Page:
A CALL has been made for SNP members to back a “resetting of the relationship” with rural Scotland following the controversy over Highly Protected Marine Areas (HPMAs).

A motion has been put forward by the SNP Peterhead branch for debate at the party conference later this year calling for the Scottish Government to “empower rather than impose” policy on local communities.

It welcomes the decision by ministers to halt the HPMA legislation, following a consultation which sparked more than 4000 responses including serious concerns from islanders.

The motion says the proposals should only come back to ­Holyrood once “consensus among key ­stakeholders has been reached”.

Branch members say there were concerns the issue was being “raised on the doorstep” and it is hoped the discussion will “chart a way forward” on how such policies will proceed in the future.

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They say the resolution has been written by Peterhead and Banff branch members, with input from the fishing industry, coastal ­community groups and people working in conservation and it aims to “devolve and empower policy over marine ­protection to coastal communities”.

David Birkett, convener of the SNP Peterhead branch said: “In the North-East there is a feeling that ­government in Edinburgh or London can be equally out of touch.

“When I, a loyal SNP member, ­started to feel that too, well let’s just say it wasn’t pleasant.

“Successive out-of-touch UK ­governments from Edward Heath’s to Boris Johnson’s have let our ­seafood sector down, and I was glad to see the SNP-led Scottish ­Government pull back from the precipice of ­joining that long list of let-downs.

“I’m proud that our branch is ­leading on this important issue and look forward to playing our part in getting this right.”

The motion, which is on the draft agenda for the SNP conference ­taking place in Aberdeen in October, states: “Conference commends the ­Scottish Government for suspending the ­implementation of HPMA’s ­allowing a new pathway and ­timetable ­surrounding any roll-out of similar measures in the future.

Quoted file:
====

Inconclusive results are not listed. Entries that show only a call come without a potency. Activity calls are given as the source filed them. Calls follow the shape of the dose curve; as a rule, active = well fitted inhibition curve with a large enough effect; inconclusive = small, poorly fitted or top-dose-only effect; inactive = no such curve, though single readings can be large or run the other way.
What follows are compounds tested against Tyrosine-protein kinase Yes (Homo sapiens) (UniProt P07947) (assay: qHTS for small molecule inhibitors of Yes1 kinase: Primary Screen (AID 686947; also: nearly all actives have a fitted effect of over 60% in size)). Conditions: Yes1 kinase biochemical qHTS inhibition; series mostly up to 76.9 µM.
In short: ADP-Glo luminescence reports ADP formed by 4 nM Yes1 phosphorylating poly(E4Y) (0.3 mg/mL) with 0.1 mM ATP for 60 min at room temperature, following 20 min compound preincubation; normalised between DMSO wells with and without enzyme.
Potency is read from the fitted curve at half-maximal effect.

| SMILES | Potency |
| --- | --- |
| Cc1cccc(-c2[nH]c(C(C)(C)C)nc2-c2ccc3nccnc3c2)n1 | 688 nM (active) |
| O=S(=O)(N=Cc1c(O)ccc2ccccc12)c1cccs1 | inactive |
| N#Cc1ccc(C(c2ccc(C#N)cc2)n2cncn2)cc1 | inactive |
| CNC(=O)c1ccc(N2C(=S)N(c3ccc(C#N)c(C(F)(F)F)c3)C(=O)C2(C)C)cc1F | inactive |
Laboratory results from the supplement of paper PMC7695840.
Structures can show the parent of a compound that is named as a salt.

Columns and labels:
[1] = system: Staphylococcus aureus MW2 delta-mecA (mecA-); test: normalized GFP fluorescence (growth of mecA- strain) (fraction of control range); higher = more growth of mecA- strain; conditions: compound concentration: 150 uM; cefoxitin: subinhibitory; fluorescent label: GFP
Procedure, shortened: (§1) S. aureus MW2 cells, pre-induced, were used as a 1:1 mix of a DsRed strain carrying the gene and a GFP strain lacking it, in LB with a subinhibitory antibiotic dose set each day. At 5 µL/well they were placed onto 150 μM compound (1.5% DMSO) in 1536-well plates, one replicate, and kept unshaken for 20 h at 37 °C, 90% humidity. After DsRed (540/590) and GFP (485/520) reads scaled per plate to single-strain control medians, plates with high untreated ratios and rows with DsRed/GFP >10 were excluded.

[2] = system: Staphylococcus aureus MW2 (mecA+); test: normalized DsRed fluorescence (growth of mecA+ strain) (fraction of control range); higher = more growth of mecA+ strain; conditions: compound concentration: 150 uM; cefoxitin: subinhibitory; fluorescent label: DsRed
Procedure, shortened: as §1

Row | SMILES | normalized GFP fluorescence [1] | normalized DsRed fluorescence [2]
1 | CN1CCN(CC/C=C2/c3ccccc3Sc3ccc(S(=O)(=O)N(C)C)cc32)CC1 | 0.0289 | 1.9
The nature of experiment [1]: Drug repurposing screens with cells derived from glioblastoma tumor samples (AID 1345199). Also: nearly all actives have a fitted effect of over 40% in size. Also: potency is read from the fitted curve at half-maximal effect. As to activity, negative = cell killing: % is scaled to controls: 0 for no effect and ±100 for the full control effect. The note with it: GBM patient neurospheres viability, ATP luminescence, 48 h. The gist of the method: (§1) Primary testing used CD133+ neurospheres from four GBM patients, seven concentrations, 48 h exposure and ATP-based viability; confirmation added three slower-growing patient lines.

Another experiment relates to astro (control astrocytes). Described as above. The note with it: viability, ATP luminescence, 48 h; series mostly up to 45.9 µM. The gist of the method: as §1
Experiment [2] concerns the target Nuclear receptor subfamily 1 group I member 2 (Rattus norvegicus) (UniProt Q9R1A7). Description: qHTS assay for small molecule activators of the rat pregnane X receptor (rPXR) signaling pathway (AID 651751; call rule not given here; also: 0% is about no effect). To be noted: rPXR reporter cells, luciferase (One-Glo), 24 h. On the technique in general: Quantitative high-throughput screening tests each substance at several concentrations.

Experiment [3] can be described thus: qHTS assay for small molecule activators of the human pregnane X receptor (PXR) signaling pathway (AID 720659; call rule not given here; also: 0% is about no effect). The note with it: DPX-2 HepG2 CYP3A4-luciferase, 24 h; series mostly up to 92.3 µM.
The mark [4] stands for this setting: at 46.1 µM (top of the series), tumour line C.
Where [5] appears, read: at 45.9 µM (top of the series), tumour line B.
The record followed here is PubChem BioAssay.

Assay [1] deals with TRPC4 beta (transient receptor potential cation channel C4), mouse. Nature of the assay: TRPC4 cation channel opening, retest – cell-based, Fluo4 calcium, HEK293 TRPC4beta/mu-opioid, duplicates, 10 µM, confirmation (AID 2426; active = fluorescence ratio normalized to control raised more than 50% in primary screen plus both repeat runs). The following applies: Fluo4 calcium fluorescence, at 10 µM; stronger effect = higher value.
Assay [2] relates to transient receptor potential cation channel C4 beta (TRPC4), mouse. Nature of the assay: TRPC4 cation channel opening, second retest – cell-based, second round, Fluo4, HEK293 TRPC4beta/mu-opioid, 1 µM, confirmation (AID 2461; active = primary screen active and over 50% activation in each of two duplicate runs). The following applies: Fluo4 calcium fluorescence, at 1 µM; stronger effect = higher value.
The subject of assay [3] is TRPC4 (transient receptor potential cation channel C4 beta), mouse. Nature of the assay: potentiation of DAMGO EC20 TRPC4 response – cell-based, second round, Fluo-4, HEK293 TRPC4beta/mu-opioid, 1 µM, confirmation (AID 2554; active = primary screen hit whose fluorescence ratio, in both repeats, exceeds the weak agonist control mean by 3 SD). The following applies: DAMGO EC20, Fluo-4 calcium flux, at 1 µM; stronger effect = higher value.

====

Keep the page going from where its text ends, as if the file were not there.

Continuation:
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“Conference believes that the ­Scottish Government must remain committed to protecting Scotland’s marine ecosystems, but in such a way that minimises the impact on coastal communities and maximises ­opportunities for all.

“Conference believes that the ­Scottish Government must work ­constructively with all key ­stakeholders including local ­industry and businesses impacted by these 11 proposals, as well as coastal ­communities.

“The process must arrive at a ­position where the marine ­environment and our coastal communities can thrive, which will be in Scotland’s best economic, ­cultural and environmental interests. Any new proposal should only come back to Parliament once ­consensus among key stakeholders has been reached.”

In July, Mairi McAllan announced HPMAs would no longer be implemented by the Scottish Government in 10% of the country’s waters by 2026 as planned. The Net Zero ­Secretary said delaying the date was due to concern raised over the short timeframe ministers had to work with coastal communities to deliver the plans.

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One Peterhead branch official told the Sunday National: “It’s ­essential that when we get things wrong, we hold our hands up and press pause, and on HPMA, we got things very wrong.

“The biggest challenge we face on the doors when it comes to ­independence here is always the ­question of why replace London, which does not understand rural Scotland, with Edinburgh, which does not understand Scotland. It is within our gift to banish this ­feeling in rural Scotland that unwanted ­policy is imposed on rural Scotland by urban Scotland, and that starts here.

The branch official added: “­Passing this resolution in October would be a powerful message that the SNP have pressed reset on our ­relationship with rural Scotland and reaffirm that the SNP are the national party of all of Scotland.”